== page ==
Just over half (51 per cent) of senior leaders are considering leaving, retiring or downshifting from their current organization or position due to decreased mental well-being amid the coronavirus pandemic, according to a new survey from Deloitte Canada and LifeWorks Inc.

It found nearly a quarter (23 per cent) said they’re considering resigning, while 16 per cent are considering a less demanding role, 15 per cent are looking at retirement, 13 per cent are mulling a leave of absence and six per cent are considering part-time work. The most prevalent reason for considering leaving or downshifting was increased mental stress or strain at work (38 per cent), followed by a feeling of underappreciation at 22 per cent.

Read: Number of employees retiring, quitting could rise as pandemic recedes: report

The top stressor was an increase in work volume compared with pre-pandemic levels (68 per cent) followed by the desire to provide adequate support for the well-being of staff (62 per cent). A majority (79 per cent) of respondents reported working more hours than typical since the start of the pandemic, while 19 per cent reported no change and two per cent said they work fewer hours. However, 35 per cent of respondents said they experienced a decline in their mental health.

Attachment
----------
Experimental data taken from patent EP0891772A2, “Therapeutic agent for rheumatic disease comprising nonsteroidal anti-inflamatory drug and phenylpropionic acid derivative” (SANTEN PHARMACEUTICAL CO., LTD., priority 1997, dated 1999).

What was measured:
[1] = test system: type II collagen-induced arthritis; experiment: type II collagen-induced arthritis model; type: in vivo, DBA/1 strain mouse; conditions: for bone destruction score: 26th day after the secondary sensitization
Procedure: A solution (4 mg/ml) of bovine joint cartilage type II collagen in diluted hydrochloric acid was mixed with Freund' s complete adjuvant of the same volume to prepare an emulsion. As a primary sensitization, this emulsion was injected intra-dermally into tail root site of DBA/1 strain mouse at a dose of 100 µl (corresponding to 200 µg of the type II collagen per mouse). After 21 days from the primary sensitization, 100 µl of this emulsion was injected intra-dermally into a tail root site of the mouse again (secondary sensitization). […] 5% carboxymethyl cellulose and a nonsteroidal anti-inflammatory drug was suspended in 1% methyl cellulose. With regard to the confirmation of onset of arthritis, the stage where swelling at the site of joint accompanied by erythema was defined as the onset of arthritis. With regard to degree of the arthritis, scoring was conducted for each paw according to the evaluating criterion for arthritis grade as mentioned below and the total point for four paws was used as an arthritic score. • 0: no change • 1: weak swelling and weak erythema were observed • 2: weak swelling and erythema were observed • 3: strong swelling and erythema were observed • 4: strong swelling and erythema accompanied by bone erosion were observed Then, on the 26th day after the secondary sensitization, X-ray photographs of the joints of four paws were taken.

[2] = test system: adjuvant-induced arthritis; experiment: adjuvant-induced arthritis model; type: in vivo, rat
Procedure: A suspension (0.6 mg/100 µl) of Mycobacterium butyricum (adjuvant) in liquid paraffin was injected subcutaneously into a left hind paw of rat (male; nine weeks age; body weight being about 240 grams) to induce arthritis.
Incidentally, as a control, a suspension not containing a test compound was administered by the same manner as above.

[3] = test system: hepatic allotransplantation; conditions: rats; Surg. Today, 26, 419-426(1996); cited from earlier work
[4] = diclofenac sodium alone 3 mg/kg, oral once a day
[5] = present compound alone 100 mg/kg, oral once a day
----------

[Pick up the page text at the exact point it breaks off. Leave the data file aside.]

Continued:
A majority (82 per cent) of respondents said they finish work feeling mentally or physically exhausted and 59 per cent are unable to relax or pause activity. Almost half (49 per cent) said they have difficulties sleeping, 43 per cent reported increased irritability and 38 per cent said they experienced reduced energy or emotional change. Exhaustion was more likely to be reported by women (89 per cent) and leaders in the public sector (91 per cent) than men (75 per cent) and leaders in the private sector (77 per cent).

Only 37 per cent said they consistently make time for their own well-being, while 55 per cent said they tend to their well-being inconsistently and 10 per cent make no time at all. Meanwhile, 41 per cent indicated self-stigma around the idea of acknowledging or accepting any potential mental-health challenge and 55 per cent believe workplace stigma around mental-health issues would have an impact on their careers.

Read: Mental health firmly in the spotlight due to impacts of coronavirus, says report

And 32 per cent said their relationships with peers worsened during the pandemic. Of these respondents, 65 per cent also reported worsened mental health, while 59 per cent of those with improved peer relationships also experienced improved productivity.

In a press release, Paula Allen, global leader and senior vice-president of research and total well-being at LifeWorks Inc., said the pandemic has put more pressure on senior leaders to deliver on their accountability to others in their organization. “In the short term, this increased pressure could lead to behavioural change among senior leadership that trickles down and ultimately causes employee burnout at lower levels. In the longer term, we anticipate seeing a risk of turnover among senior leaders. This is an issue we must immediately address, as senior leaders play a critical role for organizations.”

Read: Index sees slight improvement in Canadians’ mental health in April: report